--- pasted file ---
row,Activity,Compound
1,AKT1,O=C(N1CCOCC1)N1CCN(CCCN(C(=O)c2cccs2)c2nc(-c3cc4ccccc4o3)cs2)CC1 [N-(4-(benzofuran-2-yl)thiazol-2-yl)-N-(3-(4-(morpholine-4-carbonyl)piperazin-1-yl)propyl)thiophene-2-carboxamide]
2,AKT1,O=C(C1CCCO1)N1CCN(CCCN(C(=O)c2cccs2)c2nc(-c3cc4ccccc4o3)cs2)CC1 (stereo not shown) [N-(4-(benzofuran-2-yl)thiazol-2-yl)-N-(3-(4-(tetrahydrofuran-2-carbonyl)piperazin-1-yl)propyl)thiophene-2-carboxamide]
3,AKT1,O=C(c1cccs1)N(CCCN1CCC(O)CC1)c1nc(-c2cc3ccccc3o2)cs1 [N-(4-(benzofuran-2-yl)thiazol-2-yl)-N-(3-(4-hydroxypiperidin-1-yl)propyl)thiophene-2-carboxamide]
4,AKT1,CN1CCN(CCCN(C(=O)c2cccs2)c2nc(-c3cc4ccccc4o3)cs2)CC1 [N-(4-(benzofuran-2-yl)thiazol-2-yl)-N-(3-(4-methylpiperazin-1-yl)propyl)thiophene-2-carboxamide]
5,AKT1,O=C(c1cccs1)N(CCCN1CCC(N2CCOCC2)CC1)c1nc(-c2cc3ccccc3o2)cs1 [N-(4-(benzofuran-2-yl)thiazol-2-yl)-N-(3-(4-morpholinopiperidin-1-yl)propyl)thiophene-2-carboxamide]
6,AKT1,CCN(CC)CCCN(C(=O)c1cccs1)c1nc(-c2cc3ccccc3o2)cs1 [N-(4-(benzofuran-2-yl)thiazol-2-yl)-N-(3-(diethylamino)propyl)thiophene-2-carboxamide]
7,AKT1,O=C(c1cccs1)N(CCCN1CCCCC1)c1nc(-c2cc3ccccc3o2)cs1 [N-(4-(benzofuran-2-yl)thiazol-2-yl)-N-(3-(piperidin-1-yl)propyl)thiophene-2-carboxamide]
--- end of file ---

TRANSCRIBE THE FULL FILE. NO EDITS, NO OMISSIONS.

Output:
row,Activity,Compound
1,AKT1,O=C(N1CCOCC1)N1CCN(CCCN(C(=O)c2cccs2)c2nc(-c3cc4ccccc4o3)cs2)CC1 [N-(4-(benzofuran-2-yl)thiazol-2-yl)-N-(3-(4-(morpholine-4-carbonyl)piperazin-1-yl)propyl)thiophene-2-carboxamide]
2,AKT1,O=C(C1CCCO1)N1CCN(CCCN(C(=O)c2cccs2)c2nc(-c3cc4ccccc4o3)cs2)CC1 (stereo not shown) [N-(4-(benzofuran-2-yl)thiazol-2-yl)-N-(3-(4-(tetrahydrofuran-2-carbonyl)piperazin-1-yl)propyl)thiophene-2-carboxamide]
3,AKT1,O=C(c1cccs1)N(CCCN1CCC(O)CC1)c1nc(-c2cc3ccccc3o2)cs1 [N-(4-(benzofuran-2-yl)thiazol-2-yl)-N-(3-(4-hydroxypiperidin-1-yl)propyl)thiophene-2-carboxamide]
4,AKT1,CN1CCN(CCCN(C(=O)c2cccs2)c2nc(-c3cc4ccccc4o3)cs2)CC1 [N-(4-(benzofuran-2-yl)thiazol-2-yl)-N-(3-(4-methylpiperazin-1-yl)propyl)thiophene-2-carboxamide]
5,AKT1,O=C(c1cccs1)N(CCCN1CCC(N2CCOCC2)CC1)c1nc(-c2cc3ccccc3o2)cs1 [N-(4-(benzofuran-2-yl)thiazol-2-yl)-N-(3-(4-morpholinopiperidin-1-yl)propyl)thiophene-2-carboxamide]
6,AKT1,CCN(CC)CCCN(C(=O)c1cccs1)c1nc(-c2cc3ccccc3o2)cs1 [N-(4-(benzofuran-2-yl)thiazol-2-yl)-N-(3-(diethylamino)propyl)thiophene-2-carboxamide]
7,AKT1,O=C(c1cccs1)N(CCCN1CCCCC1)c1nc(-c2cc3ccccc3o2)cs1 [N-(4-(benzofuran-2-yl)thiazol-2-yl)-N-(3-(piperidin-1-yl)propyl)thiophene-2-carboxamide]